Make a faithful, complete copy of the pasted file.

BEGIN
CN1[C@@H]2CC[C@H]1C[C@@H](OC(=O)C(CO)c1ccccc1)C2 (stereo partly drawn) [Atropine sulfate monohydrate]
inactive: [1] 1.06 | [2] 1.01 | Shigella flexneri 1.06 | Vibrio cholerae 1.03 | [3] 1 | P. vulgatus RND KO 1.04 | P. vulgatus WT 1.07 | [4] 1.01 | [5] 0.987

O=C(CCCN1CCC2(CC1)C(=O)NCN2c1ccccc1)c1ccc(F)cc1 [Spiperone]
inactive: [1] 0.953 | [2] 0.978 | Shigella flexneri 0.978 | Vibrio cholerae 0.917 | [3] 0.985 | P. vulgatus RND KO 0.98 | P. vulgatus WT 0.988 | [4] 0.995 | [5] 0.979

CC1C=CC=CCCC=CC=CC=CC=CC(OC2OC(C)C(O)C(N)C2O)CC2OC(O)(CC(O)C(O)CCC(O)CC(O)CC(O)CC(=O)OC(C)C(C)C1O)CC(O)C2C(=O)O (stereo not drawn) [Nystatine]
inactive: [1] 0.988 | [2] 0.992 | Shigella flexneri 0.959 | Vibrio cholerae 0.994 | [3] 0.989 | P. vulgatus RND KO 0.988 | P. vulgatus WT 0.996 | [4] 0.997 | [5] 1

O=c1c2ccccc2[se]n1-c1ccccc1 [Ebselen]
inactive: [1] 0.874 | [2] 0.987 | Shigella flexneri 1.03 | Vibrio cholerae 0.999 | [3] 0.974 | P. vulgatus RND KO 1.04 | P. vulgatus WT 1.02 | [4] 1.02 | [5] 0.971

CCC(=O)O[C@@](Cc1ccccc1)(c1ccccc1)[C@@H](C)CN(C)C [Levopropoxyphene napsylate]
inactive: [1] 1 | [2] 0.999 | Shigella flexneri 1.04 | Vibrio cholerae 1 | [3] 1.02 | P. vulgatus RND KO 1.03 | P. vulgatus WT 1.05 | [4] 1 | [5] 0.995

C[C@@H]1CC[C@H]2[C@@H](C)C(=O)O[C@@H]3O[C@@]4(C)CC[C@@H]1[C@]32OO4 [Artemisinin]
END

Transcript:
CN1[C@@H]2CC[C@H]1C[C@@H](OC(=O)C(CO)c1ccccc1)C2 (stereo partly drawn) [Atropine sulfate monohydrate]
inactive: [1] 1.06 | [2] 1.01 | Shigella flexneri 1.06 | Vibrio cholerae 1.03 | [3] 1 | P. vulgatus RND KO 1.04 | P. vulgatus WT 1.07 | [4] 1.01 | [5] 0.987

O=C(CCCN1CCC2(CC1)C(=O)NCN2c1ccccc1)c1ccc(F)cc1 [Spiperone]
inactive: [1] 0.953 | [2] 0.978 | Shigella flexneri 0.978 | Vibrio cholerae 0.917 | [3] 0.985 | P. vulgatus RND KO 0.98 | P. vulgatus WT 0.988 | [4] 0.995 | [5] 0.979

CC1C=CC=CCCC=CC=CC=CC=CC(OC2OC(C)C(O)C(N)C2O)CC2OC(O)(CC(O)C(O)CCC(O)CC(O)CC(O)CC(=O)OC(C)C(C)C1O)CC(O)C2C(=O)O (stereo not drawn) [Nystatine]
inactive: [1] 0.988 | [2] 0.992 | Shigella flexneri 0.959 | Vibrio cholerae 0.994 | [3] 0.989 | P. vulgatus RND KO 0.988 | P. vulgatus WT 0.996 | [4] 0.997 | [5] 1

O=c1c2ccccc2[se]n1-c1ccccc1 [Ebselen]
inactive: [1] 0.874 | [2] 0.987 | Shigella flexneri 1.03 | Vibrio cholerae 0.999 | [3] 0.974 | P. vulgatus RND KO 1.04 | P. vulgatus WT 1.02 | [4] 1.02 | [5] 0.971

CCC(=O)O[C@@](Cc1ccccc1)(c1ccccc1)[C@@H](C)CN(C)C [Levopropoxyphene napsylate]
inactive: [1] 1 | [2] 0.999 | Shigella flexneri 1.04 | Vibrio cholerae 1 | [3] 1.02 | P. vulgatus RND KO 1.03 | P. vulgatus WT 1.05 | [4] 1 | [5] 0.995

C[C@@H]1CC[C@H]2[C@@H](C)C(=O)O[C@@H]3O[C@@]4(C)CC[C@@H]1[C@]32OO4 [Artemisinin]